Working with factories can also be overwhelming, especially when you are new to them. I have found a couple of helpful tips that can make working with factories easier:
- When defining factory defaults, only provide the attributes required to pass validation. All other functionality should be added via traits. Avoid creating associations that are not required by default. That way you don't create database objects that are not required for each test.
- When using factories in a test, provide only the traits required for the test to pass. It clarifies the properties of the object that are required to make the test pass.
- If your test references a default value of a factory, set the default value during object creation. For example, even if the default name for a user is "Bob", create should your user with
build(:user, name: "Bob"). This indicates that the name is important for the test and makes it explicit where the value of
"Bob"is coming from.
- If you use FactoryBot, try to build your factory objects instead of creating them. When you use
create, it calls the database to instantiate the object and all its associations.
build, will set up the attributes but not save them to the database. It will still call
createon the associations and will run validation on those. Finally, if you use
build_stubbed, the object associated are stubbed out so the database is not called. So, try to build test objects to avoid hitting the DB and help speed up tests.
The rails style guide has some guidelines related to mocking objects.
First, they suggest to not stub the object you are trying to test. For example, avoid doing
Tests ensure that your code does what you expect it to. When you stub out parts of the object you are testing, you risk false positive tests. The stubbed code never runs, so even if the test passes, you can't be confident that your code works.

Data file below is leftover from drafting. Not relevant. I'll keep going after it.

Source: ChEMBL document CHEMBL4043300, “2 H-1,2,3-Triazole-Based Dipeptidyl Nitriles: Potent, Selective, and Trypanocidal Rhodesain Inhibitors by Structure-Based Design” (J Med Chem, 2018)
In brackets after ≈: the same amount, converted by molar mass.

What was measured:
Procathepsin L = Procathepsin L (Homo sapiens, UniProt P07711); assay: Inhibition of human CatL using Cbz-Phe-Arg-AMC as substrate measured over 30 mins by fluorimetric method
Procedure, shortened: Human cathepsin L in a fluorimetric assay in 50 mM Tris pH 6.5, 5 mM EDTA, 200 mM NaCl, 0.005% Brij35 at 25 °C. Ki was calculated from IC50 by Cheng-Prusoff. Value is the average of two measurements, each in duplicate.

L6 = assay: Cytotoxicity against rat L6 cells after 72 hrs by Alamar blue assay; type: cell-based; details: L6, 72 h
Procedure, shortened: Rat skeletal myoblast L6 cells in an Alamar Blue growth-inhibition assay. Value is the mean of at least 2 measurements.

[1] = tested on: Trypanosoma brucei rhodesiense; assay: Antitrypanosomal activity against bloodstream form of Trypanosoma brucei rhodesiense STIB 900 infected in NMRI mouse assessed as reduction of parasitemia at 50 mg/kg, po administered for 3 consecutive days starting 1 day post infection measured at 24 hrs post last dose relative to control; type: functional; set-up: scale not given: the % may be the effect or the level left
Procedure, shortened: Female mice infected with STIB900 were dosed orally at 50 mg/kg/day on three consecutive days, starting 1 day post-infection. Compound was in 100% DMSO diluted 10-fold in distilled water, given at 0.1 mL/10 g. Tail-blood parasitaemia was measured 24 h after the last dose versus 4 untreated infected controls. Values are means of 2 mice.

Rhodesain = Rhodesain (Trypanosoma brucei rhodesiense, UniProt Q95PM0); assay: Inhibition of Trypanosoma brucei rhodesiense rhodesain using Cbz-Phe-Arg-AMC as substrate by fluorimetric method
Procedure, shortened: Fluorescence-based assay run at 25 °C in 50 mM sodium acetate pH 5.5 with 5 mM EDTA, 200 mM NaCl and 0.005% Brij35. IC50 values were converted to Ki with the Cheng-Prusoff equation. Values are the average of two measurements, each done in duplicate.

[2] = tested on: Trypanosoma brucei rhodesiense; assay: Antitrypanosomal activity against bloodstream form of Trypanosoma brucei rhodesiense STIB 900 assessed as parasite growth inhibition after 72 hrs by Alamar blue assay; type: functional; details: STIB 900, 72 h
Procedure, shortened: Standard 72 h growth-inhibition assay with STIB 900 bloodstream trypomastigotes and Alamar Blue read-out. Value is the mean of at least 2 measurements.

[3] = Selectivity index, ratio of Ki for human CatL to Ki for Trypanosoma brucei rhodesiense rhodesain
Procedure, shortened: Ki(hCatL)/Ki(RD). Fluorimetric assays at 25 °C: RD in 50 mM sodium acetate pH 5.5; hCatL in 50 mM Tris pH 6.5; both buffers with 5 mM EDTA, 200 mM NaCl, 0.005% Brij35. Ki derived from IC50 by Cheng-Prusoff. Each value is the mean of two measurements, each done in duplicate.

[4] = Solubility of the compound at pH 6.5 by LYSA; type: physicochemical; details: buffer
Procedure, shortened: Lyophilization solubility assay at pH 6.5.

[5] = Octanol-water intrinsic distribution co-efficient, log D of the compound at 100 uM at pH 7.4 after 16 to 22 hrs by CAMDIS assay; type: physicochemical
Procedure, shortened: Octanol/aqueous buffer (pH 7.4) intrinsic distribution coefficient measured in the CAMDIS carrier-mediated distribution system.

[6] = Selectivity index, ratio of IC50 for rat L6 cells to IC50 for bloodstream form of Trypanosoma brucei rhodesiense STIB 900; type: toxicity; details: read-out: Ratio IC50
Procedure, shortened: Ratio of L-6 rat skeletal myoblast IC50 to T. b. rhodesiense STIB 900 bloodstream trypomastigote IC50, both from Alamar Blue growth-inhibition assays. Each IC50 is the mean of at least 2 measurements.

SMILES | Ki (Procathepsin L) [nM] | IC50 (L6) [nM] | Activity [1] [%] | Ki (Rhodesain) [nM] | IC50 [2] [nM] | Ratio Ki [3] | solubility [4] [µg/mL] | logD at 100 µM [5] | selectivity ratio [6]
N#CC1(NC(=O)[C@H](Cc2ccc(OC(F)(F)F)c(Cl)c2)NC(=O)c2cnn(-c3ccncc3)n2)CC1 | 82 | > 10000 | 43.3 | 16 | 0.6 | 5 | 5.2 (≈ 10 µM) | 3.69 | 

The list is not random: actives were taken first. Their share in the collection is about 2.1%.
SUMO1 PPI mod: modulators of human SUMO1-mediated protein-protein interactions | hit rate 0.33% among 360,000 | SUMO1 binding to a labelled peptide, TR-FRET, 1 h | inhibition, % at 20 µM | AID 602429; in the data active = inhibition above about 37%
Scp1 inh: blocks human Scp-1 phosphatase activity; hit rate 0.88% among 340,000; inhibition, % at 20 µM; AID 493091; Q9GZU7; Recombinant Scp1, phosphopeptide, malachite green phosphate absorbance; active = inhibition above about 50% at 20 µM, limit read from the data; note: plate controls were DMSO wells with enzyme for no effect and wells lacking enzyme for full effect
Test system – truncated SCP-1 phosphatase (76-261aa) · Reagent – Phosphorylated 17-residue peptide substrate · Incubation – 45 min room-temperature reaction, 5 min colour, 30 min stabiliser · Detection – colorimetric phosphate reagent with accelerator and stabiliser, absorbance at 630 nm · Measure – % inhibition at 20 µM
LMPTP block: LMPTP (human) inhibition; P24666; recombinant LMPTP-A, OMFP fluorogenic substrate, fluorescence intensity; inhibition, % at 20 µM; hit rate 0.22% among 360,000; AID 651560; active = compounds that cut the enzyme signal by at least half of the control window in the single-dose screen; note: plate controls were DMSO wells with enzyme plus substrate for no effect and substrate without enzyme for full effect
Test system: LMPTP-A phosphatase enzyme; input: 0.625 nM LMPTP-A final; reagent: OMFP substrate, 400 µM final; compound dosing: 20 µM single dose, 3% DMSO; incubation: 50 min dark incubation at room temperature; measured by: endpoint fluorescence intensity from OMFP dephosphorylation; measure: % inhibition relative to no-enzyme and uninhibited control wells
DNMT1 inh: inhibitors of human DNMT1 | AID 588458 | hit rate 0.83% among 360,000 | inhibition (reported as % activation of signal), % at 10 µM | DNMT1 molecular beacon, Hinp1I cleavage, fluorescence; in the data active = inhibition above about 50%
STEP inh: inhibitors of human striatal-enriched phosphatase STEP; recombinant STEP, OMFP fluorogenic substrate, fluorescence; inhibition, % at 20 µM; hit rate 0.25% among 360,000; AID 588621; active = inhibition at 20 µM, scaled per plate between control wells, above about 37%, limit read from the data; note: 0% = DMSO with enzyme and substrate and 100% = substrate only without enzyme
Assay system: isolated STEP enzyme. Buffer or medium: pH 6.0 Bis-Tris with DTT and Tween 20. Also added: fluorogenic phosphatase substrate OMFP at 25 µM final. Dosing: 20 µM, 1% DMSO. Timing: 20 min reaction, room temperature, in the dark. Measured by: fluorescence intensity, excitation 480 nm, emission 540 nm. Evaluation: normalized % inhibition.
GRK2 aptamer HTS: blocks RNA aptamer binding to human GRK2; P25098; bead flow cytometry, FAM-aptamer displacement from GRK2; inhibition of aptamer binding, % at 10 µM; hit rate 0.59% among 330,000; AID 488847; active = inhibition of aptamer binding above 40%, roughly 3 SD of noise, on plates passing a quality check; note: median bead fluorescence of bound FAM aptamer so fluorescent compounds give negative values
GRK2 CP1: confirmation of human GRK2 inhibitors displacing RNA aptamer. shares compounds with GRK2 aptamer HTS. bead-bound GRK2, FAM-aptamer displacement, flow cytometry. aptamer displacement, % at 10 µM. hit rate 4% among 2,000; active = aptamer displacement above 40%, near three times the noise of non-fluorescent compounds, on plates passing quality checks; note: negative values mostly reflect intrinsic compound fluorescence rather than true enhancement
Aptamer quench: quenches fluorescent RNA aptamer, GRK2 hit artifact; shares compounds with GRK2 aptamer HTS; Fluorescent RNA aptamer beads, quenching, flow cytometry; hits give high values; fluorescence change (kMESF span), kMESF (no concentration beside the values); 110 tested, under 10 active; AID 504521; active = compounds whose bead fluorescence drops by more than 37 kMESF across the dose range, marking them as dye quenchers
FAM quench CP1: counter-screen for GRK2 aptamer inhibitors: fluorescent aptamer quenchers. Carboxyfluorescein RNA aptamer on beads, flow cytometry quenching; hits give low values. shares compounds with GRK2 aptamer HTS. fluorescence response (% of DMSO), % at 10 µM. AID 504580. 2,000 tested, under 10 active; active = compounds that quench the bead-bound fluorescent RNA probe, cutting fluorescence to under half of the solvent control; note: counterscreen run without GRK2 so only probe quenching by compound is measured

Sometimes, we want to see what a method returns based on the state of the test object. Thus, we're tempted to stub some of its methods to match the expected state. Instead of stubbing the state of the object, build the object with the desired state using a factory. Likewise, you might want to stub out a method that makes a complicated library call that's hard to test. In that case, either stub out the library call or extract the complicated logic into another class. Then stub out the class in your tests. When you extract the logic into another class, you are now stubbing the collaborator, instead of the object under test.
Mocking collaborators of the object under test is acceptable. The collaborator has been tested in its own unit tests. You can test the collaborator is called with the correct arguments but stub the response for faster tests. Therefore, you rely on the collaborators interface rather than its implementation.
When I started researching best practices, I wanted some tips on writing better tests. In reality, I've realized it's not that clear-cut, and there are many ways of testing an object. I realized that even "best practices" have exceptions. Instead of following rules blindly, it helps to understand the reasoning behind the rules. Then you can confidently know you are using these rules correctly.